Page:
The Bombay High Court has recently said that candidates, who are elected unopposed in local body elections, are also required to furnish accounts of election expenses incurred by them.
The Aurangabad division bench of Justices S.V. Gangapurwala and Sunil P Deshmukh passed this order, while hearing a petition filed by Rohini Balasaheb Lawande.
The case was initially heard by a single judge, which noted a Judgment passed by the Bombay High Court in the case of Dipmala vs Additional Commissioner, Nagpur.
The Single-Judge stated that the Dipmala judgement gave an indication that for a particular post, if there are two or more candidates, it would amount to a contest and candidates incurring expenditure in such a contest are only obliged to tender their accounts.
The single judge also adverted to two orders passed by the State Election Commission (EC) – first, an order dated February 7, 1995 where a candidate was supposed to maintain an abstract of accounts of expenditure; and two, an order dated October 15, 2016 with regard to submission of expenses in election to the Parliament, Legislative assembly and local bodies.
The single-judge further stated that the two orders of the Election Commission were not brought to the notice of the Bombay High Court in Dipmala.
Hence, the single judge referred the question to a larger bench after framing the following question to be considered by the larger Bench.
“Whether a candidate elected unopposed, is required to tender his accounts of election expenditure under Section 14B (1) of the Maharashtra Village Panchayat Act, Section 16 (1- D) of the Maharashtra Municipalities Nagar Panchayats and Townships Act 1965 and section 15B (1) under the Maharashtra Zilla Parishad and Panchayat Samities Act, 1961, in view of the order dated 07.02.1995 and the Government Resolution dated 15.10.2016?”
Advocate Jiwan Patil for the petitioners submitted that in the recent past, perceptibly, lot of money is being expended by candidates over elections mal-utilizing value of money to sway voters in their favour. In order to prevent and deter candidates from mal/mis -utilization of money, provisions have been introduced and incorporated in various statutes viz. Section 14B(1) in Maharashtra Village Panchayat Act and the ones referred to in the question framed for reference.
He draws our attention to that, provisions of section (14-B) of the Maharashtra Village Panchayat Act, are similar to the provisions from other enactments in the referral.
Patil submitted that, however, non furnishing of accounts within time, would not in all cases entail disqualifcation. Relevant facts would be required to be necessarily taken into account and mechanical approach has to be eschewed. Discretion invested in the authority has been conferred with a view not to interrupt the election of returned candidates, but with a view to see that there is sanctity to the same. The vested discretion is to be exercised as far as possible to maintain election of a person who has been democratically elected.
Counsel for the State, S. K. Tambe reiterates the submissions as were advanced during hearing of the group of writ Petitions and requests a proper view be taken to prevent the elections from being afected/infected by economic malady.
Statutory provisions are in pari materia in all the enactments, empowering the State election commission to disqualify “a person” for failure to submit election expenses within the timeline and in the manner regulating the same, for want of good or justifable reasons. The provisions are aimed at fair, pure and transparent election process in civilised democratic society, the Court said.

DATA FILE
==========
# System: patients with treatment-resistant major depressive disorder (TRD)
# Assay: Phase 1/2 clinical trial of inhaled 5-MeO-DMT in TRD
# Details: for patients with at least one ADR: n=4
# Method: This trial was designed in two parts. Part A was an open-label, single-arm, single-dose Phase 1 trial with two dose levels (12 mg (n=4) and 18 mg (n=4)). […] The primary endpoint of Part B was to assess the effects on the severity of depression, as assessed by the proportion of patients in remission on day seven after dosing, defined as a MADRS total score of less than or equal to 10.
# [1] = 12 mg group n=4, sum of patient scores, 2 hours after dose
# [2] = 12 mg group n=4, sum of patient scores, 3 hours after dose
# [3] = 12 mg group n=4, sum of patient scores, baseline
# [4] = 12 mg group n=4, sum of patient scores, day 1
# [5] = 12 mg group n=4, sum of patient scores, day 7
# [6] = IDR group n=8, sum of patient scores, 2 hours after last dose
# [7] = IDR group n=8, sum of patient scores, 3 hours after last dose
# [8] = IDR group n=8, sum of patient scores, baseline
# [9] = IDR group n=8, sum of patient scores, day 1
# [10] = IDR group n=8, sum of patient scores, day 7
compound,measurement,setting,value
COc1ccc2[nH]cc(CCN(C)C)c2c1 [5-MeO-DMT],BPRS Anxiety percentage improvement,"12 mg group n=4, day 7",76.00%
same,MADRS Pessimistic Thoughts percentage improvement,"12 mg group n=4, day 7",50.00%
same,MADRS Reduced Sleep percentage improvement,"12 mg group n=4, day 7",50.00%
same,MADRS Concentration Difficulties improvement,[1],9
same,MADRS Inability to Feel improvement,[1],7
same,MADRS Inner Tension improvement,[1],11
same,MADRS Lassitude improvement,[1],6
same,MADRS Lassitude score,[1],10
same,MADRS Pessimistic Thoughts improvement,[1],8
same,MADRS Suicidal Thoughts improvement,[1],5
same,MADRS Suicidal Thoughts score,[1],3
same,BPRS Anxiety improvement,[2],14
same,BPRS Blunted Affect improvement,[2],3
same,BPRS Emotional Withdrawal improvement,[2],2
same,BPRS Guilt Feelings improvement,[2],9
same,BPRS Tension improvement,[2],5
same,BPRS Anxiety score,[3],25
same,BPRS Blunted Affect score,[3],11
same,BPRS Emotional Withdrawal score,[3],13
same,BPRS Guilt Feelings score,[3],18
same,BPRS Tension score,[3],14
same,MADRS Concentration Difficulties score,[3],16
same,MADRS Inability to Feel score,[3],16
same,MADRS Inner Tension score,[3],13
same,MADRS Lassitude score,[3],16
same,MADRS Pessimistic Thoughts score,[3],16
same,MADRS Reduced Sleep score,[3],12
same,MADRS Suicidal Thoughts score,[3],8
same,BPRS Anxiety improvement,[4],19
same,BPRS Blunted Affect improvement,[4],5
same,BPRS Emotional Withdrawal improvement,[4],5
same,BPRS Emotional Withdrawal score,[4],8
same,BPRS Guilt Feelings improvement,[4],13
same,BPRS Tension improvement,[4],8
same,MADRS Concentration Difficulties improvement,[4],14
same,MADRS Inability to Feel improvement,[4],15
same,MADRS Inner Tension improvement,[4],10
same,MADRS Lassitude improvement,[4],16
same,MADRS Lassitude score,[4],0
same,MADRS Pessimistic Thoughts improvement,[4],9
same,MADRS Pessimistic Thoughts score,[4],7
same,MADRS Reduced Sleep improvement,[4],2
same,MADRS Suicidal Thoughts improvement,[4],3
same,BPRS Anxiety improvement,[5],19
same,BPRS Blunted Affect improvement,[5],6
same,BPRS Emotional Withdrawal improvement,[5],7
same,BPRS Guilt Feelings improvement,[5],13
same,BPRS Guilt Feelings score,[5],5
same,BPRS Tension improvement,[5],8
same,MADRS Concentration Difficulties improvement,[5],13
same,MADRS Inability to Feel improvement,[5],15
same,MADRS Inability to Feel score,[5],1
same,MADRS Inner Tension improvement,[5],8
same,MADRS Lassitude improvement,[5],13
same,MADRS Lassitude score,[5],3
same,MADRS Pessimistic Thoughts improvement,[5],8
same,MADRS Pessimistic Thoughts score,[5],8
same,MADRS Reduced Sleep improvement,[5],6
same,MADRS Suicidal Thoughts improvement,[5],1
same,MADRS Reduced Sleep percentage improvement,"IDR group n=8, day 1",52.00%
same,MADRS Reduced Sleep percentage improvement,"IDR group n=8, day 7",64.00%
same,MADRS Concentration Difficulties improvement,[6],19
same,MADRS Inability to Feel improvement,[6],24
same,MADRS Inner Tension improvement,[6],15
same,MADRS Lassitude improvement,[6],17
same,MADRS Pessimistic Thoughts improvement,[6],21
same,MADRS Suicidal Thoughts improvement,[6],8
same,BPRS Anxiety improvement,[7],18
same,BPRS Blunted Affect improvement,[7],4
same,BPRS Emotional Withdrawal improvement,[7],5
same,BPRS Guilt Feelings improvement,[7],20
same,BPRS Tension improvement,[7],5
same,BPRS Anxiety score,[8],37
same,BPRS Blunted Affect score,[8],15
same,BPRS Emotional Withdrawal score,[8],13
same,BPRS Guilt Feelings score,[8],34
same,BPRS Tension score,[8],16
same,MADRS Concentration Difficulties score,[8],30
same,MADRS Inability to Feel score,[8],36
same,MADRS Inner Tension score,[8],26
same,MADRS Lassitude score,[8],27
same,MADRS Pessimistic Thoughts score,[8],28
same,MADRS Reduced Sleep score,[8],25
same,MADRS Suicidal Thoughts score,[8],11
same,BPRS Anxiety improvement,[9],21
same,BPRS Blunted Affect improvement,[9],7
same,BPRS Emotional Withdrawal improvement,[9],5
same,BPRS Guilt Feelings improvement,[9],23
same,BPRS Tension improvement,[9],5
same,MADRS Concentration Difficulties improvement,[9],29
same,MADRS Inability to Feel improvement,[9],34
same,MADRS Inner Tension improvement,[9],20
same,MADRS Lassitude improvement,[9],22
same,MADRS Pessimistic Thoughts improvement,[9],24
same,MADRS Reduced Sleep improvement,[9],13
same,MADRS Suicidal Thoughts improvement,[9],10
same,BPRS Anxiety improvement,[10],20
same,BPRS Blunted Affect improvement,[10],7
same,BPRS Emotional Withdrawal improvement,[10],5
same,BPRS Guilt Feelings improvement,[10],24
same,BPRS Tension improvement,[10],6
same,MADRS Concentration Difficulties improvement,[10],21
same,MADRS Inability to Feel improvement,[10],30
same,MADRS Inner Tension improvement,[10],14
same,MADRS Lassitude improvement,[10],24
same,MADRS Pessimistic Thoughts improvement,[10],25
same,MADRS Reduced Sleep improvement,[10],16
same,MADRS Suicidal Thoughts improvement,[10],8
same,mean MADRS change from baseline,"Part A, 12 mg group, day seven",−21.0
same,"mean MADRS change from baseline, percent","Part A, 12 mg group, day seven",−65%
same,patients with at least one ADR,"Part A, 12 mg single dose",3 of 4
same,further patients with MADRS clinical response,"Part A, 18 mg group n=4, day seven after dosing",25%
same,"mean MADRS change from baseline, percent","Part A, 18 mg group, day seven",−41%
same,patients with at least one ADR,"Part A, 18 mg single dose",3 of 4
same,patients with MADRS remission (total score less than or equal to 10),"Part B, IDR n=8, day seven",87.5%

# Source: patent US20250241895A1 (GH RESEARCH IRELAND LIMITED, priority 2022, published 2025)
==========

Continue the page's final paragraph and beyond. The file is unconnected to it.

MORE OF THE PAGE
The Court stated that the Election Commission has power of superintendence, has control over afairs concerning elections and is empowered to issue directions. The provision empowers the state election commission to legislate on the issues concerning elections expenses. In the State of Maharashtra, the State election commission after its establishment had for the frst time in 1994, issued mandate requiring candidates to submitted election expenses within a timeline. The same went on developing and improving from time to time.
“Stages of election can be seen, generally begin for candidates, with purchasing nomination form, its submission and its validation by the returning ofcer and/or even with purchase of voters’ list before nomination. There is lot of time gap between submission of nomination, scrutiny and validation. It would not be out of place to consider that as referred to by the learned single judge referring the matter to larger bench, recent trend of candidates has been to declare and publicize their candidature with much fanfare, submitting nomination forms by procession, with bands, road-show, putting cut-outs, advertisements, celebrating the same etc. even before submission, scrutiny and validation of their nomination. Naturally, lot of expenditure is involved in the same. On many occasions, candidates have been indulging into fling multiple nomination forms with a view to see that their candidature is not blocked / debarred / excluded /sidelined or held up on account of defect/defciency in a form and at least one of the nomination forms would make them survive to stand in the fray. With such approach, preparations, candidates in elections on many occasions make substantial arrangements for campaigning ofces, grounds, advertising, payments to workers, securing voters’ lists etc, even before the date of fnalization of nomination which indeed involves expenditure”, the order reads.
“It would not be that expenses for election would be only when there would be a contest in the elections. It, thus, cannot be said in all the cases that, there would be no election expenses in contest free or unopposed elections and candidates getting elected unopposed, would stand exempted from tendering election expenses”, the Court said.